Kitchen extensions: Types, tips, dos and don’ts, plus inspiration

If you’re thinking of improving your kitchen layout, opening up the space, boosting the practicality factor, or adding to your home’s footprint, then an extension is the solution you’re looking for.

And I know, kitchen extensions are big and costly projects, but they do deliver on all promises – from providing that much-needed extra space to allowing you complete freedom to play around with layout options. 

Right, you’re sold on building an extension, but don’t know which extension is which? Don’t worry, we’ve got you covered…

Types of extension  

Lindsay has kindly rounded up the four main types of kitchen extensions here. But let’s quickly run through them too, shall we? Depending on the size of your garden, you might want to go for a single-storey rear extension

A single-storey rear extension to this terraced house in Wimbledon has created an open-plan kitchen-living-diner. Planning permission was sought for a 4m-long design with bi-fold doors and skylights. The project, by Vorbild Architecture, forms part of a complete home refurbishment that cost around £300,000.

If you have a Victorian terraced or semi-detached house, a side-return extension could work best to make the most of the often-unused passage alongside your property. Georgina also goes into more detail on what a side-return extension actually is and helps you decide whether it’s for you or not.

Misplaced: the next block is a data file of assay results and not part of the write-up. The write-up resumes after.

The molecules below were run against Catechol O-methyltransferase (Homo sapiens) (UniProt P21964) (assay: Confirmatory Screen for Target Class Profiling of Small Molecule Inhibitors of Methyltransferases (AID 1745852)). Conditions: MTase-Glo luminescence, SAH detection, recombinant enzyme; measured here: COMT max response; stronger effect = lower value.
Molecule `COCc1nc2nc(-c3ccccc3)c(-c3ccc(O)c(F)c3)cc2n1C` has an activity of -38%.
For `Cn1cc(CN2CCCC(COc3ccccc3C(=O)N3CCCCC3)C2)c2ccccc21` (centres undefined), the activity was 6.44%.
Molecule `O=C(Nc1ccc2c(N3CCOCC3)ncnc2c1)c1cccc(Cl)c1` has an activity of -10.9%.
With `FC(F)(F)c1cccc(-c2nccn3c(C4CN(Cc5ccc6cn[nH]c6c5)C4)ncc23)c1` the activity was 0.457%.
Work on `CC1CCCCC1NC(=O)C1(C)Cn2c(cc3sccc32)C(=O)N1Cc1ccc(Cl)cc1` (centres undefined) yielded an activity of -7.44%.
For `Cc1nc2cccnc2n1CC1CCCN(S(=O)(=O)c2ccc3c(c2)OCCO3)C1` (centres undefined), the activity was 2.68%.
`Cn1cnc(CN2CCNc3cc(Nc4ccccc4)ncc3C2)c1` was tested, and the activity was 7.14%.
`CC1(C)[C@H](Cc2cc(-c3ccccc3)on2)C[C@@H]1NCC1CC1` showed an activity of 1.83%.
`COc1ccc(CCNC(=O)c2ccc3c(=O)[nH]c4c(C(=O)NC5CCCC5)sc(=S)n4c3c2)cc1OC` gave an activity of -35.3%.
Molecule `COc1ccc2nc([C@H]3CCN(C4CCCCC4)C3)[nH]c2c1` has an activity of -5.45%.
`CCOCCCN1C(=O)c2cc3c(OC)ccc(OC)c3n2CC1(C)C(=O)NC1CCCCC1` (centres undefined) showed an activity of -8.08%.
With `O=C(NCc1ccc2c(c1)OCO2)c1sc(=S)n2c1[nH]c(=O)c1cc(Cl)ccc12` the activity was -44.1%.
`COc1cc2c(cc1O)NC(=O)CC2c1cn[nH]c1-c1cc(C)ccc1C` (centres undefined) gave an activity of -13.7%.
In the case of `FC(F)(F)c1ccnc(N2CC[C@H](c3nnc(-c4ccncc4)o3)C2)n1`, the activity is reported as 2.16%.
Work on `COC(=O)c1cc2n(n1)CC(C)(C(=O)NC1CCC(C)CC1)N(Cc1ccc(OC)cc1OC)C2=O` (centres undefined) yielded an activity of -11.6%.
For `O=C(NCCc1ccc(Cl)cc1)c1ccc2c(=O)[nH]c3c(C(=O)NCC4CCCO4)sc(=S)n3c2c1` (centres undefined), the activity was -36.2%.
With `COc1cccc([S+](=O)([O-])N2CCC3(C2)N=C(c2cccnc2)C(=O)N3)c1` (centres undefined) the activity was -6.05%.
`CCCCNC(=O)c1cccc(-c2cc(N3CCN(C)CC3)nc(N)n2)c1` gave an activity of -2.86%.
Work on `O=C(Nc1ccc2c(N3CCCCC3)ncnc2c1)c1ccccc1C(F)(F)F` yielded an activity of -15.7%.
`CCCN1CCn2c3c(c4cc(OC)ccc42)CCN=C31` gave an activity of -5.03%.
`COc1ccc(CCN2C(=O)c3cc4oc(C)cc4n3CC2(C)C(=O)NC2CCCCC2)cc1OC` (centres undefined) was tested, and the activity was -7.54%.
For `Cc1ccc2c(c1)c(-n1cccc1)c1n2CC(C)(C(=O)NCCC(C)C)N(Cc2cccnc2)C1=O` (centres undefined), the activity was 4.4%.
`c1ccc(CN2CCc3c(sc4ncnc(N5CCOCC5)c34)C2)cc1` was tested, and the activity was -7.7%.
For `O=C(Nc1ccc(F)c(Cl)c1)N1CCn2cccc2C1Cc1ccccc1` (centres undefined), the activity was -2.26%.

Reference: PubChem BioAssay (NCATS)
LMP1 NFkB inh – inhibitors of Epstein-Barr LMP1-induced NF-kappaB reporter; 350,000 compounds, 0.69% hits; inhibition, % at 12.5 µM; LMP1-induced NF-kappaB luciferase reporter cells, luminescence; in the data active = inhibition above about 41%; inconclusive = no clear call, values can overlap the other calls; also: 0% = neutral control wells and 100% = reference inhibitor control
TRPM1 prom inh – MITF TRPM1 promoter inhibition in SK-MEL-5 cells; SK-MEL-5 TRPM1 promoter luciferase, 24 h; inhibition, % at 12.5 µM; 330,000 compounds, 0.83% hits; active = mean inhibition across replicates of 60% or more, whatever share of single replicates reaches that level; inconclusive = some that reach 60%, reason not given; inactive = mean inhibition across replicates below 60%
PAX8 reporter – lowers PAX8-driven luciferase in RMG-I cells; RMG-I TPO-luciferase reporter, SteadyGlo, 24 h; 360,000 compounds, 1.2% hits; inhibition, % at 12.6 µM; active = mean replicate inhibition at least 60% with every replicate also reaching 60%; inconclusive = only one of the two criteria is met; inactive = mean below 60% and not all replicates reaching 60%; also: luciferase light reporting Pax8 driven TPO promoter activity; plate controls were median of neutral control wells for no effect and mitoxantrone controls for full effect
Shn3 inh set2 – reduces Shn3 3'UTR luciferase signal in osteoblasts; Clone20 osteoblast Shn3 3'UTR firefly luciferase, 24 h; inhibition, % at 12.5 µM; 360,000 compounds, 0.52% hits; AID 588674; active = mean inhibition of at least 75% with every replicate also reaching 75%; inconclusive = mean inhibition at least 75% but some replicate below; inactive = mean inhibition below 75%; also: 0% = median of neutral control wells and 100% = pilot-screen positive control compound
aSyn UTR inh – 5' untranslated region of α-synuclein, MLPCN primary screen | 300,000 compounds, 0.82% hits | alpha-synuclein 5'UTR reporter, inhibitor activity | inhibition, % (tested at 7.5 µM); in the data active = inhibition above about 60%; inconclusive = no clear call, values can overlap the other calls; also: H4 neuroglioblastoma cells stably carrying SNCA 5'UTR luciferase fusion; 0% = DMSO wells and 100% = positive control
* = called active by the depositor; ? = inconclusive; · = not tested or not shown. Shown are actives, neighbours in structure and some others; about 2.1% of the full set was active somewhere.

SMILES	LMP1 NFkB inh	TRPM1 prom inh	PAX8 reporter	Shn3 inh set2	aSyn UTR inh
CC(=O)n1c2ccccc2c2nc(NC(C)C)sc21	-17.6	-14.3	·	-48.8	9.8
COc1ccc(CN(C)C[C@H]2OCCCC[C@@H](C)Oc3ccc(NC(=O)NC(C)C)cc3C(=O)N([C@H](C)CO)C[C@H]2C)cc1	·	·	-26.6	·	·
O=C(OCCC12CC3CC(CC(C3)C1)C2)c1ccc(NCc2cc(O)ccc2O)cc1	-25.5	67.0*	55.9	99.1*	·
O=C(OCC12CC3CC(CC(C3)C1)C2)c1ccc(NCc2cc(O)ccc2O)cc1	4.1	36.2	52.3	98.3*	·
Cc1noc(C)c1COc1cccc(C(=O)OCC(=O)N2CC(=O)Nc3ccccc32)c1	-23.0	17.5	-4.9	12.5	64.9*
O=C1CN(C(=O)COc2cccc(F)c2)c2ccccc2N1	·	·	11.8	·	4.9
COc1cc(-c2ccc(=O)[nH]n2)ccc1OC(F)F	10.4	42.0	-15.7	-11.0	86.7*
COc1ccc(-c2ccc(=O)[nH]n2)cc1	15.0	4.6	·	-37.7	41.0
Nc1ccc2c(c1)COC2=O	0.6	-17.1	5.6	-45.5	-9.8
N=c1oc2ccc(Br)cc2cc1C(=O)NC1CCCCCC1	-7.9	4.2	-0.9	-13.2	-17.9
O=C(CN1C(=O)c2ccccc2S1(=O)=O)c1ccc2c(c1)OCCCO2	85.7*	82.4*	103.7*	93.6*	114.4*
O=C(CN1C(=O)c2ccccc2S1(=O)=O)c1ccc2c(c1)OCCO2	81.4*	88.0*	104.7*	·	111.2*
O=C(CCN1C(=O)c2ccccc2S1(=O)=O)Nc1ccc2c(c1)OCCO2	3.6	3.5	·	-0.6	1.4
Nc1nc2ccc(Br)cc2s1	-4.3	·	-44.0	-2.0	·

The extension to this Victorian terraced house complements the London stock brick. A large window offers garden views. A similar 50 sq m project by Amos Goldreich Architecture would cost around £200,000.

Then, a double-storey extension adds significant space and value to your home, but it might be tricky to obtain planning permission from your council due to the scale of the project, so seek professional advice if this type is on your radar.  

Costing £240,000, this double-storey extension by Oliver Leech Architects, was built onto a semi-detached home in Surrey to create an open-plan living space and a new bedroom upstairs. While it mirrors the original structure of the property, the façade has been designed with a modern twist.

And lastly, a wraparound extension will seriously boost your space on the ground floor – perfect for going open-plan and designing a kitchen-diner, or even a boot room or utility. 

This wraparound extension, by Create Bespoke and Alexander Owen Architects, is made from an industriallychic combination of reclaimed red stock brickwork with steel-framed glazing. It consists of a large open-plan kitchen-dining area, galley-style utility, and boot room. The budget was around £500,000.

Top tips

If you’re now thinking about starting a renovation project in 2022, then make sure you bookmark our guide to planning a kitchen extension where we take you step by step through the process – from setting a budget and applying for planning permission to helping you decide on a type of extension and finding the right team of experts.  

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We’ve also got a video where Lindsay chats to design experts from Burlanes Interiors and Kitchen Architecture to help you plan your kitchen extension to perfection. Press play below.

As with any renovation, there are a bunch of things to consider and others to avoid. Luckily, our guest blogger Hayley Robson of Day True put together her list of dos and don’ts when embarking on such a project. She’s covered things like checking systems and hiring a project manager to relevant permissions and site insurance, so it’s definitely worth grabbing a pen and some paper for this.   

Inspiration for your extension